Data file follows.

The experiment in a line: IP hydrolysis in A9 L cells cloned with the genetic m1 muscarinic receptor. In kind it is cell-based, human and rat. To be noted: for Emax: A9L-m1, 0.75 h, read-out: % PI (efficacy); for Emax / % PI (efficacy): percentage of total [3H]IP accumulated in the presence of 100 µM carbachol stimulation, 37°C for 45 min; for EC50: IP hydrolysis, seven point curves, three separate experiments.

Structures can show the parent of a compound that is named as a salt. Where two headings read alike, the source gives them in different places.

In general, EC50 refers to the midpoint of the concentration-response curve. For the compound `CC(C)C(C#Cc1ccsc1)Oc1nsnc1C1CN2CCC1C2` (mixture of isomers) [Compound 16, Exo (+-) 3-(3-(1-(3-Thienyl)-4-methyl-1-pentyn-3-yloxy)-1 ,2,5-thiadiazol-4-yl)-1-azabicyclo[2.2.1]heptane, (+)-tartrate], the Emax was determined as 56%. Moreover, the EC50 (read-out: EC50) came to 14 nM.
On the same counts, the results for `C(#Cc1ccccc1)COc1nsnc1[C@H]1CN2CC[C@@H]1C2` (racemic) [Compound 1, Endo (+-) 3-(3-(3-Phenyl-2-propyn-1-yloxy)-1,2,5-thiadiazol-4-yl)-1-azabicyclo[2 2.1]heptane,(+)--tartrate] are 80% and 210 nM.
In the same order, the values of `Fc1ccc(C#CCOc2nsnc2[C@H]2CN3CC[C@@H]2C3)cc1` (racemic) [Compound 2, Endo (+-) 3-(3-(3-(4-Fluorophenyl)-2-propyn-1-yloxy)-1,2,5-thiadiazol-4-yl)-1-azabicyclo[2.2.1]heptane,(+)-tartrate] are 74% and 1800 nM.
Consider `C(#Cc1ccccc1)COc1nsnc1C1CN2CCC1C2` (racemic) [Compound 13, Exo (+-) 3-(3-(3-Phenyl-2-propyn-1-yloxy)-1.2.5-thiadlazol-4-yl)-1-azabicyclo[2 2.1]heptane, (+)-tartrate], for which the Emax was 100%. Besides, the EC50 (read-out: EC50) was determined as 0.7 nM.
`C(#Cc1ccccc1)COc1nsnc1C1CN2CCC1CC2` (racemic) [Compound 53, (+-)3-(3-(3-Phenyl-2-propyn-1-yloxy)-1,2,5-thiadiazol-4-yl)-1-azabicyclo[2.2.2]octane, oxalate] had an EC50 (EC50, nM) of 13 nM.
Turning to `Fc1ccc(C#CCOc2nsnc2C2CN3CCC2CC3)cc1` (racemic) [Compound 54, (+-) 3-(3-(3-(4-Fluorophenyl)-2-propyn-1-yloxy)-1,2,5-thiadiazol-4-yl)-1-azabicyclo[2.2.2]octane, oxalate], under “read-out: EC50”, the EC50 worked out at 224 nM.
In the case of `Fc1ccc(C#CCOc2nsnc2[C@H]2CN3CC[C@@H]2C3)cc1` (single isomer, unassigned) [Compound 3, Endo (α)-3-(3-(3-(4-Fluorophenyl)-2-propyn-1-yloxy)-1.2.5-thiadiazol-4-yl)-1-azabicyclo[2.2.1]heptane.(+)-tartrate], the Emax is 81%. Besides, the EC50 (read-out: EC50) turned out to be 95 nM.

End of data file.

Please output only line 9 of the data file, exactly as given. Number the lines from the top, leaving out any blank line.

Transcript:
In the case of `Fc1ccc(C#CCOc2nsnc2[C@H]2CN3CC[C@@H]2C3)cc1` (single isomer, unassigned) [Compound 3, Endo (α)-3-(3-(3-(4-Fluorophenyl)-2-propyn-1-yloxy)-1.2.5-thiadiazol-4-yl)-1-azabicyclo[2.2.1]heptane.(+)-tartrate], the Emax is 81%. Besides, the EC50 (read-out: EC50) turned out to be 95 nM.